Committee (10th Day)

Part of Parliamentary Voting System and Constituencies Bill – in the House of Lords at 3:30 pm on 18th January 2011.

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Photo of Lord Crickhowell Lord Crickhowell Conservative 3:30 pm, 18th January 2011

My Lords, I must apologise for not being in the Chamber when the noble and learned Lord began this debate. I was detained by a call I had to take from overseas, but I hope that the House will allow me to intervene at this stage because I have a related amendment on the Marshalled List. It would be much more sensible for me to deal with the points that I would have made on that amendment later on this amendment and to comment on the amendments in the name of the noble Lord, Lord Lipsey.

I approach this whole issue by looking at the situation in Wales. When I saw a proposed set of possible constituencies presented to a committee of the other place, it struck me that we might avoid some of the obvious difficulties by going to 10 per cent rather than 5 per cent. There are similarities between the Welsh situation and the Scottish mainland situation. I am not suggesting that we go down the solution that exists in Scotland-that is, two very large constituencies with a very small electorate. But in both cases there is a concentration of population in an industrial belt, which is surrounded by large, thinly populated, rural areas.

When I looked at the suggestions of what constituencies might be like, I observed at once that it seemed probable that one would have to detach a small part of my former constituency in Pembroke and put it into Carmarthen; a perhaps rather larger bit of Powys and put it into Ceredigion; and, in the valleys, possibly detaching or placing in neighbouring valleys some parts of constituencies that would be better not separated. I immediately came to the conclusion that a lot of these difficulties could be avoided if we went to 10 per cent rather than 5 per cent.

It was not until I received the interesting paper from Democratic Audit and the points made by Lewis Baston that I really turned my attention to the English situation. It seems to me that that paper makes a very powerful case. It points out that with a 5 per cent variation, there would be serious difficulties with the crossing of county boundaries and so on, and that under a 10 per cent variation there would be much less crossing of county boundaries, much less splitting of wards, fewer and less disruptive boundary changes in future and closer concordance with community identities. Surely, we all want that.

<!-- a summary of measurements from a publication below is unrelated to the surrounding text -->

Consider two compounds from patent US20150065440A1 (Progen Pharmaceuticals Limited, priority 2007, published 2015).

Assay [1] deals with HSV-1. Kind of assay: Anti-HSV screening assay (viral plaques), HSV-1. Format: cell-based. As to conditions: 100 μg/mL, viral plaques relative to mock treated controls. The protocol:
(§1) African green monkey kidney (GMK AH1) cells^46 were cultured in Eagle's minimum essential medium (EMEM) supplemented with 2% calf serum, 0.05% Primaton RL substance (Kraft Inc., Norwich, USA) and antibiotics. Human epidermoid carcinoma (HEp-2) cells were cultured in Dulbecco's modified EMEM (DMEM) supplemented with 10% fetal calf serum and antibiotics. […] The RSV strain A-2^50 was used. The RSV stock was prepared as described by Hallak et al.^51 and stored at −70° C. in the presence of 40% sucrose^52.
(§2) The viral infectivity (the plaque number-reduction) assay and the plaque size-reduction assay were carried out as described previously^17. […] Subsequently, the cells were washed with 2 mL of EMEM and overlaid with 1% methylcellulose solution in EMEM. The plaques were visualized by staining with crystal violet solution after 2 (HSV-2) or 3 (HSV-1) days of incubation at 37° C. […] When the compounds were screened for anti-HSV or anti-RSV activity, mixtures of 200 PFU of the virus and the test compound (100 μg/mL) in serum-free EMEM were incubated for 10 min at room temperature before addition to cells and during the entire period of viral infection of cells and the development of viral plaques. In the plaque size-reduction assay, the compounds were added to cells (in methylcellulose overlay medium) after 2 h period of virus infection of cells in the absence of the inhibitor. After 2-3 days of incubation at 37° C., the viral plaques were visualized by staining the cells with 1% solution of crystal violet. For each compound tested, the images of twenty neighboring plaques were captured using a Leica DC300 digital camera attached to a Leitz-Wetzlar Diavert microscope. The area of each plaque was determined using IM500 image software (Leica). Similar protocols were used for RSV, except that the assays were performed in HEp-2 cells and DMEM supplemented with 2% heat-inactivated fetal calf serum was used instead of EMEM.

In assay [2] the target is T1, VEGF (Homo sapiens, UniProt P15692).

Lewis Baston points out that for a county to avoid sharing one or more seats with another county, it needs to meet a number of criteria. He tells us that very few counties could meet these criteria in England with a 5 per cent limit. A 10 per cent tolerance of variation would transform this chaotic picture. No counties fail outright, other than the Isle of Wight, which we will debate on a separate occasion, although in practice, some might be close enough to the edge to make pairings necessary. None the less, it was found that only two relatively natural pairings-Wiltshire and Dorset, and West Yorkshire and South Yorkshire-would arise under a revised plan based on 10 per cent.

It is also probably impossible to implement a 5 per cent rule without splitting wards in constituencies. Again, that difficulty would be largely overcome. The final positive benefit would mean fewer and less disruptive boundary changes in future. Surely, that is of great significance for the political parties and candidates. As we heard from the noble Lord who is an expert on these subjects, and see from the democratic audit paper, the conclusion has to be that there are no significant differences between 5 per cent and 10 per cent equalisation as regards their partisan effect.

I am then faced with the amendment tabled by the noble and learned Lord and the group of amendments led off by the noble Lord, Lord Lipsey. On balance, I prefer the simpler, later amendment. I am not sure why we need something that on the face of it appears slightly complicated and obscure but, to a layman and non-lawyer, appears to put slightly tougher criteria on to the shoulders of the Boundary Commission. Here is an opportunity, while meeting all the Government's main objectives, to improve the Bill. I have not heard their response and there may be obstacles that I do not know about. I shall listen carefully and hope that, on this occasion, the Government will say, "Yes, we can accept it". There may be flaws in the amendment and the Government could bring their own forward on Report. I hope, entirely in the interests of the political parties, the candidates and those who care about local links, that the Government will consider the arguments. I will support any of the solutions that they say better fit in with the proper drafting of the Bill.